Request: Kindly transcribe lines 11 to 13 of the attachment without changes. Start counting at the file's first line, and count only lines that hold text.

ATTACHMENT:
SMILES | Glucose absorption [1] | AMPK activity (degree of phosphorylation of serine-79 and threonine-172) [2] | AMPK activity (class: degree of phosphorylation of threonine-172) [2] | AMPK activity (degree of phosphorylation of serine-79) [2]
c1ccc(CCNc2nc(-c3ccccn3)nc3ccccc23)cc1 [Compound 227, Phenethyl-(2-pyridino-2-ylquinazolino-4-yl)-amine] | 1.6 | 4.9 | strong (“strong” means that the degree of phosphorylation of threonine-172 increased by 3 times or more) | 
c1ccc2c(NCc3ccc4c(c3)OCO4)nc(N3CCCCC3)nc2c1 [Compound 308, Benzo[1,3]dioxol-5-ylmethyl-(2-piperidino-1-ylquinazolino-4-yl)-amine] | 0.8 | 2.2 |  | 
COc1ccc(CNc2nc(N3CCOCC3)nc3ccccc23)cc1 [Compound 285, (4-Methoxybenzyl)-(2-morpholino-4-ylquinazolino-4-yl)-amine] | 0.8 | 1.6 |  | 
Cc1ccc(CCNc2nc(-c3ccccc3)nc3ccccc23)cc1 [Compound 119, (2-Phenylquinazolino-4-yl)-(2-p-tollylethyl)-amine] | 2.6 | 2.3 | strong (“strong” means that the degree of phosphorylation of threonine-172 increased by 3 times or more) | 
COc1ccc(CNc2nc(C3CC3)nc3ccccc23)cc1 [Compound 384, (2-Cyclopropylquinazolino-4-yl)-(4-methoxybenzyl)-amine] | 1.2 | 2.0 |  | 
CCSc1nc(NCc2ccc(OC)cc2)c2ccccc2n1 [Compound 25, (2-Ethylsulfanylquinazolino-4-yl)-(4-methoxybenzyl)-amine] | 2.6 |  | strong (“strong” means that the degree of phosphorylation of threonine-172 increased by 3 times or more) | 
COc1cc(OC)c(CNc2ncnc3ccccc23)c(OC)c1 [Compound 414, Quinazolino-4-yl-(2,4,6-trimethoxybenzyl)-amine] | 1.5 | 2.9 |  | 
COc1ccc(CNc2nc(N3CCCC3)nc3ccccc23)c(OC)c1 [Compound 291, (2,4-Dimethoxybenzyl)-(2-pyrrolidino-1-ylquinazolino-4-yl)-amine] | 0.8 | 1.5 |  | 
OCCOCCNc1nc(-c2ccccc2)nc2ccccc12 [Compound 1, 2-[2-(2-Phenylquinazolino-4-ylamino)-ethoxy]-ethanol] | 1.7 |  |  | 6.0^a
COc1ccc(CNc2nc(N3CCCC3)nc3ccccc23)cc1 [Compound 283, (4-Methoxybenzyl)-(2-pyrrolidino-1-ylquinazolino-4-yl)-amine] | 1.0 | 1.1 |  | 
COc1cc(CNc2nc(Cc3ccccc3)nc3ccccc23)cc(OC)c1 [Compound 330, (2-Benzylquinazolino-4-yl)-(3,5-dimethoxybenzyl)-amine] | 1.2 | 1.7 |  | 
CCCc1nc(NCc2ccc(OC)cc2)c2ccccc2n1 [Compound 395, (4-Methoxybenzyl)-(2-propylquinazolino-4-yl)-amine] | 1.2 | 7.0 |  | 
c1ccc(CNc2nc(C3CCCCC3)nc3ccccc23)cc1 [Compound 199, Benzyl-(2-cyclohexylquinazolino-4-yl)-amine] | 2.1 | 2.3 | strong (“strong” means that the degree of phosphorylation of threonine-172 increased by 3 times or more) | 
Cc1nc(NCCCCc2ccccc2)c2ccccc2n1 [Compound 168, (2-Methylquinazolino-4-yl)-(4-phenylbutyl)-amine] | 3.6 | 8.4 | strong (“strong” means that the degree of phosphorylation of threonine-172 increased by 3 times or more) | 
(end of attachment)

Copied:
COc1ccc(CNc2nc(N3CCCC3)nc3ccccc23)cc1 [Compound 283, (4-Methoxybenzyl)-(2-pyrrolidino-1-ylquinazolino-4-yl)-amine] | 1.0 | 1.1 |  | 
COc1cc(CNc2nc(Cc3ccccc3)nc3ccccc23)cc(OC)c1 [Compound 330, (2-Benzylquinazolino-4-yl)-(3,5-dimethoxybenzyl)-amine] | 1.2 | 1.7 |  | 
CCCc1nc(NCc2ccc(OC)cc2)c2ccccc2n1 [Compound 395, (4-Methoxybenzyl)-(2-propylquinazolino-4-yl)-amine] | 1.2 | 7.0 |  | 